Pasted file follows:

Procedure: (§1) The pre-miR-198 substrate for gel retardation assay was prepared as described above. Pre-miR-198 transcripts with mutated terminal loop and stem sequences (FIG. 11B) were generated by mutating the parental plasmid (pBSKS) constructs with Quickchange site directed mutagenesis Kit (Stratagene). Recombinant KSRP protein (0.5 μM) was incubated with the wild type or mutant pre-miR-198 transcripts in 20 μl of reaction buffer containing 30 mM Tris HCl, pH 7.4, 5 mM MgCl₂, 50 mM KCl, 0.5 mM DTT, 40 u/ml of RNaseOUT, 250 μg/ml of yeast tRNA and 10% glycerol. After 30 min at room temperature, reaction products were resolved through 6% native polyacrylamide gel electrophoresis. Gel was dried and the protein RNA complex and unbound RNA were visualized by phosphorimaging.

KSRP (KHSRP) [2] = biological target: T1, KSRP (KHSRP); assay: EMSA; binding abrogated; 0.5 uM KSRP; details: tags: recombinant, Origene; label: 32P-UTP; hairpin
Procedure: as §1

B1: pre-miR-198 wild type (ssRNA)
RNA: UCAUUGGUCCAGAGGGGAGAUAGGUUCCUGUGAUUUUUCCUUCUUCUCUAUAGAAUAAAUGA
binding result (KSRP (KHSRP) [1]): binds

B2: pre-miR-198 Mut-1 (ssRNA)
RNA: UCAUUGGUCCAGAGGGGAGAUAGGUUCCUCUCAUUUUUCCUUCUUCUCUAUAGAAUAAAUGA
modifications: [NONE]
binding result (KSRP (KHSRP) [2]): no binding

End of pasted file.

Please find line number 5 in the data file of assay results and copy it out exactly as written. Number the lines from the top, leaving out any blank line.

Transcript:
RNA: UCAUUGGUCCAGAGGGGAGAUAGGUUCCUGUGAUUUUUCCUUCUUCUCUAUAGAAUAAAUGA